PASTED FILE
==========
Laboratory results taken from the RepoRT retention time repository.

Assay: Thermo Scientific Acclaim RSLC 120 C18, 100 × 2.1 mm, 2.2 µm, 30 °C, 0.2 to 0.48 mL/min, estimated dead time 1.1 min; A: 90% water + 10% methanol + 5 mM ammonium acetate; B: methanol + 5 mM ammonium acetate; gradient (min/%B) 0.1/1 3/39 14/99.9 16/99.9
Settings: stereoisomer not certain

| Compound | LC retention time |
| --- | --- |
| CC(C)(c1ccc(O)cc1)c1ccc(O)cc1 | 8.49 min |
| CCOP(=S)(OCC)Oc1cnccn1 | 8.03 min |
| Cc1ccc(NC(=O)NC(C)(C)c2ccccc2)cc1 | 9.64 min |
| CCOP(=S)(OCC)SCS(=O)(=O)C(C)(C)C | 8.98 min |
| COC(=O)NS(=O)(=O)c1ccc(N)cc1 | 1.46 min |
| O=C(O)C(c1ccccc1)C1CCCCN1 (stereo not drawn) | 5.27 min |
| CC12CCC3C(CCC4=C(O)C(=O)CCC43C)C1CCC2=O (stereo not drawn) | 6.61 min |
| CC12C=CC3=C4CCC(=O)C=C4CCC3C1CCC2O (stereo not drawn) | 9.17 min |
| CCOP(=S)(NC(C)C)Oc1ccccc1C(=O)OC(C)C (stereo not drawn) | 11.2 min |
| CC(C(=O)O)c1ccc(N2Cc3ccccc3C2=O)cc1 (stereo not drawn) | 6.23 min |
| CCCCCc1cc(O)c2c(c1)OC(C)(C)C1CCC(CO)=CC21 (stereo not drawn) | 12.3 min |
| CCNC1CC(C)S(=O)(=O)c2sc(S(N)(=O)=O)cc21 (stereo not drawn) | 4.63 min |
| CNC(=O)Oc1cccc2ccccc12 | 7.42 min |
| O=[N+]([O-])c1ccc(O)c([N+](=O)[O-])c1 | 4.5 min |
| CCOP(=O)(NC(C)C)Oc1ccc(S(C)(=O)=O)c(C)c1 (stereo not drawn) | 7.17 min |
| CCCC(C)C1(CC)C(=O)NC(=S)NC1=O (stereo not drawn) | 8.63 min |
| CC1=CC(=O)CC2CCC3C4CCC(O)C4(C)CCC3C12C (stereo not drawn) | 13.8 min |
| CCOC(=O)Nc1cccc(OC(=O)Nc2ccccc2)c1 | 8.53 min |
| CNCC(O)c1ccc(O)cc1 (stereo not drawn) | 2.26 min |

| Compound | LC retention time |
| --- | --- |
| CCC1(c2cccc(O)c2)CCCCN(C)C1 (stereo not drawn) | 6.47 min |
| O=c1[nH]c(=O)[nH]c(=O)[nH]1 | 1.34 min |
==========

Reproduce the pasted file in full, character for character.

Laboratory results taken from the RepoRT retention time repository.

Assay: Thermo Scientific Acclaim RSLC 120 C18, 100 × 2.1 mm, 2.2 µm, 30 °C, 0.2 to 0.48 mL/min, estimated dead time 1.1 min; A: 90% water + 10% methanol + 5 mM ammonium acetate; B: methanol + 5 mM ammonium acetate; gradient (min/%B) 0.1/1 3/39 14/99.9 16/99.9
Settings: stereoisomer not certain

| Compound | LC retention time |
| --- | --- |
| CC(C)(c1ccc(O)cc1)c1ccc(O)cc1 | 8.49 min |
| CCOP(=S)(OCC)Oc1cnccn1 | 8.03 min |
| Cc1ccc(NC(=O)NC(C)(C)c2ccccc2)cc1 | 9.64 min |
| CCOP(=S)(OCC)SCS(=O)(=O)C(C)(C)C | 8.98 min |
| COC(=O)NS(=O)(=O)c1ccc(N)cc1 | 1.46 min |
| O=C(O)C(c1ccccc1)C1CCCCN1 (stereo not drawn) | 5.27 min |
| CC12CCC3C(CCC4=C(O)C(=O)CCC43C)C1CCC2=O (stereo not drawn) | 6.61 min |
| CC12C=CC3=C4CCC(=O)C=C4CCC3C1CCC2O (stereo not drawn) | 9.17 min |
| CCOP(=S)(NC(C)C)Oc1ccccc1C(=O)OC(C)C (stereo not drawn) | 11.2 min |
| CC(C(=O)O)c1ccc(N2Cc3ccccc3C2=O)cc1 (stereo not drawn) | 6.23 min |
| CCCCCc1cc(O)c2c(c1)OC(C)(C)C1CCC(CO)=CC21 (stereo not drawn) | 12.3 min |
| CCNC1CC(C)S(=O)(=O)c2sc(S(N)(=O)=O)cc21 (stereo not drawn) | 4.63 min |
| CNC(=O)Oc1cccc2ccccc12 | 7.42 min |
| O=[N+]([O-])c1ccc(O)c([N+](=O)[O-])c1 | 4.5 min |
| CCOP(=O)(NC(C)C)Oc1ccc(S(C)(=O)=O)c(C)c1 (stereo not drawn) | 7.17 min |
| CCCC(C)C1(CC)C(=O)NC(=S)NC1=O (stereo not drawn) | 8.63 min |
| CC1=CC(=O)CC2CCC3C4CCC(O)C4(C)CCC3C12C (stereo not drawn) | 13.8 min |
| CCOC(=O)Nc1cccc(OC(=O)Nc2ccccc2)c1 | 8.53 min |
| CNCC(O)c1ccc(O)cc1 (stereo not drawn) | 2.26 min |

| Compound | LC retention time |
| --- | --- |
| CCC1(c2cccc(O)c2)CCCCN(C)C1 (stereo not drawn) | 6.47 min |
| O=c1[nH]c(=O)[nH]c(=O)[nH]1 | 1.34 min |